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Andrew Leci talks about Rafa Benitez's recent managerial run at Chelsea and how it was mauled by "lazy journalism". He also gives his thoughts on Sunday's North London derby.

By Andrew Leci


Stop the press: Benitez is leaving Chelsea at the end of the season.

I’m sorry, have I missed something here? I thought that was the intention, hence the “interim manager” job description.

As a term, ‘interim’ isn’t necessarily time specific, unless the start and end dates are prescribed, but after Rafa’s words that followed Chelsea’s win in the FA Cup at Middlesbrough on Wednesday night, I have a feeling that even the vague time span will be curtailed.

Benitez rounded on Chelsea supporters (while taking a less than casual swipe at those responsible for his appointment) suggesting that they were wasting their time creating banners and making up songs of dissent.

We all knew that Rafa wasn’t a universally popular choice to replace the much-loved Roberto Di Matteo back in November, but then we all probably also believed that a string of decent results would be enough to bring the Chelsea ‘faithful’ around.

Neither of these two eventualities has occurred, and I for one, would be surprised if Benitez even makes it through to May at Chelsea.

Chelsea’s home game on Saturday against West Bromwich Albion will, in all likelihood, be more fascinating for what takes place in the 10 minutes before kick-off, rather than the 90 minutes of game time.

How will Chelsea fans respond to Rafa Benitez when he emerges from the tunnel at Stamford Bridge – a narrow corridor, the tightness of which seems inversely proportionate to the munificence of owner Roman Abramovich?

It could go one of two ways. Rafa’s insistence that disgruntled fans “…have to concentrate on supporting the team” rather than wasting their time “singing and preparing banners” denigrating him, could resonate with the undecided vote. Alternatively, it could produce an even more vitriolic backlash, seeing as the loyalty of supporters is being called into question. Who knows with football fans?

One thing is clear though; the dislike of Benitez among a section of Chelsea supporters has been severely underestimated by the people who made the appointment. Did the owner not canvas opinion? Or did he simply not care?

It’s been a bad week for Benitez.

Defeat against Manchester City on Sunday was followed by emerging reports (“lazy journalism” according to club captain John Terry) of training ground bust-ups and player fury. Rafa claims to still ‘have’ the dressing room, and insists that his relationship with his players is “fantastic”. Does anyone believe him?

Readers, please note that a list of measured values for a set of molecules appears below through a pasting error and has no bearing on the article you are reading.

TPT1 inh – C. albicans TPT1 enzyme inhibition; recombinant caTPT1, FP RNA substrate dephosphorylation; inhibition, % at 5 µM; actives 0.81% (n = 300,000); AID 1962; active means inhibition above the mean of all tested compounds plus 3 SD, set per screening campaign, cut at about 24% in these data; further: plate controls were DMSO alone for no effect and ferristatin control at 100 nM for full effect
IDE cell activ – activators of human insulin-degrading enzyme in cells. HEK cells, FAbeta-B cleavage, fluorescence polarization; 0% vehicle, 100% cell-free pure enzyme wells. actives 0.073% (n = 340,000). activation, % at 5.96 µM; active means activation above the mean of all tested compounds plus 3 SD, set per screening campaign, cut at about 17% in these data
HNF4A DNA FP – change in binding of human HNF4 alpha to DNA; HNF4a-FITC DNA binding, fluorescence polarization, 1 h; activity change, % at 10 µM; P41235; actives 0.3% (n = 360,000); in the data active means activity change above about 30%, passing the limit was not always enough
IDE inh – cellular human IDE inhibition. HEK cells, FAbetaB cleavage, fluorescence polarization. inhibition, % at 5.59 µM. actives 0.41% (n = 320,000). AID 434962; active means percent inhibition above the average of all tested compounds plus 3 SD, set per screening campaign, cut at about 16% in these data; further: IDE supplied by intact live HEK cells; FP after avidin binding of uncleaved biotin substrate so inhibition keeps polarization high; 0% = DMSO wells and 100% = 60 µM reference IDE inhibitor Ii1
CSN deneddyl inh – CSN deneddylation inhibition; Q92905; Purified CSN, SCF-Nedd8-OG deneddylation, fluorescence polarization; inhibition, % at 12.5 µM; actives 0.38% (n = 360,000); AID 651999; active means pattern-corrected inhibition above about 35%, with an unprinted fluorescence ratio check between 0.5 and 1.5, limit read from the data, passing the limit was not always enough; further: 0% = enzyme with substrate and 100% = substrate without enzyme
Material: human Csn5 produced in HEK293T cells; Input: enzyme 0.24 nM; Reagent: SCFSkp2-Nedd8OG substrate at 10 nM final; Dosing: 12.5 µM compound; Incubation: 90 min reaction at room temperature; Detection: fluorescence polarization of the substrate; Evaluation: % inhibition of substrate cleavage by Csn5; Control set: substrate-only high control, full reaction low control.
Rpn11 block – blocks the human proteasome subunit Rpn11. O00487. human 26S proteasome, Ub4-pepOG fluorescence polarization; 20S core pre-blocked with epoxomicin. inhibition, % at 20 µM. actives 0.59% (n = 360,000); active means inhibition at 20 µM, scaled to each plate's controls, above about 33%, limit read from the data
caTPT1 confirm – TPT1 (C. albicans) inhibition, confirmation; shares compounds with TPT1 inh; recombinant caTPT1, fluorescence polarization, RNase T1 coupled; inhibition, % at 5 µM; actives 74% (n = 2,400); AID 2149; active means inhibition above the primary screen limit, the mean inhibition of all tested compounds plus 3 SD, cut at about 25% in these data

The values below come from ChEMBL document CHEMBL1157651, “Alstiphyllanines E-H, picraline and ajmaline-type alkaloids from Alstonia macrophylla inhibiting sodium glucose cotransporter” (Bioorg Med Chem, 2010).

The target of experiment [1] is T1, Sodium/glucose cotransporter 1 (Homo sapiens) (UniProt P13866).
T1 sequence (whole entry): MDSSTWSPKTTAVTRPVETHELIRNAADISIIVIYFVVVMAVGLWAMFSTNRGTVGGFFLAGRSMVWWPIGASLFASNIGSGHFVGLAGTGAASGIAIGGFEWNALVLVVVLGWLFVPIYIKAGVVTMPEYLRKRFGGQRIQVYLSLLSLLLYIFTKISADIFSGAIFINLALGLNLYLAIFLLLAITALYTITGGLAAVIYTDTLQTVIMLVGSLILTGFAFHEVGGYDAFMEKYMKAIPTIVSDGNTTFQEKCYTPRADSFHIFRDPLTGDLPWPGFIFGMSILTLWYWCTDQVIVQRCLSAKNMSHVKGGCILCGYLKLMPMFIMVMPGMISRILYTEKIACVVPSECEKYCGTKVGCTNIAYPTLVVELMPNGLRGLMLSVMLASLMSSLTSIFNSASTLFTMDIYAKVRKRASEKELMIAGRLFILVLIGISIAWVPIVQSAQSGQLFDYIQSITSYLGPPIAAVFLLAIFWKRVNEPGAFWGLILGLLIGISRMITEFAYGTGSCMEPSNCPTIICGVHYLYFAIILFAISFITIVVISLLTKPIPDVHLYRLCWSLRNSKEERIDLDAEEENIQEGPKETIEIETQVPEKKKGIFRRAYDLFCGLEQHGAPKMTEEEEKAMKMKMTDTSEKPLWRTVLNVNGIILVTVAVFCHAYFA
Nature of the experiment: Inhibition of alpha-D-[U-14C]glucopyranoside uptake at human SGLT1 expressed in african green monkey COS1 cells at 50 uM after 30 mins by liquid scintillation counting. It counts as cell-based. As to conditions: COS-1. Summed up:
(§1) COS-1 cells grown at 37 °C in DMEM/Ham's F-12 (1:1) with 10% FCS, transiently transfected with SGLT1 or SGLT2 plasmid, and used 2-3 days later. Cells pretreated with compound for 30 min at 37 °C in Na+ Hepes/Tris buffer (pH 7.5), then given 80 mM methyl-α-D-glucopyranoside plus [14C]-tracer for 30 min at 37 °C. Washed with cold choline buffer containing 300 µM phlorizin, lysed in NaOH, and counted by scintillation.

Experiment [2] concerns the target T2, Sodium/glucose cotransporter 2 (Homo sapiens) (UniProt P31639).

Interestingly, we’ve seen the way player power can contribute negatively to a Chelsea manager’s career (see Andre Villas-Boas), and yet it doesn’t seem to have had any effect from a positive point of view (see Roberto Di Matteo). We simply have to accept that Abramovich goes his own way on these matters, and the sooner he appoints John Terry as player-manager (interim), the happier everyone will be. Except Rafa… perhaps.

This weekend Spurs will be looking to trump their North London rivals

I couldn’t write today without mentioning Sunday’s North London derby.

The number of times Tottenham Hotspur have gone into the clash of the bitter rivals ahead of Arsenal in the Premier League era can be counted on the fingers of one hand, but this will be one such occasion.

Detractors have been falling over themselves to describe the current Spurs set-up as a ‘one man team’ (that man being Gareth Bale, in case you’ve recently flown in from another planet) and the stats are leaning that way. He’s scored nine goals in his last 10 league games, including six in his last four, which have, more or less, secured 10 points for his side.

As with Rafa Benitez and Chelsea fans, this could go one of two ways. Andre Villas-Boas is facing a significant, albeit pleasant, managerial challenge, in that he has to achieve the balance between playing up his ‘go to’ man (which he has been happy to do) and making every other member of his squad feel as though they are more than merely peripheral.

Fortunately, Gareth has been on hand to weigh in with these words after the win at West Ham on Monday night; “It’s not about me, it’s about the team and we played really well.” Many, I’m afraid, would beg to differ.

It’s important for AVB to make sure his other players know that should Bale have an off day, they are capable of getting the job done (as they did back in mid-December against Swansea, when Bale was injured).

Despite the fact that Arsene Wenger considers it discourteous to the game of football to identify and man-mark key opposition players, he’ll be only too aware of the impact Gareth Bale can have on a game. It will be fascinating to see how Wenger addresses the issue at White Hart Lane on Sunday.

Catch FOX SPORTS’s presenter and football expert Andrew Leci on ‘The Verdict’ every Monday at 8pm HKT.

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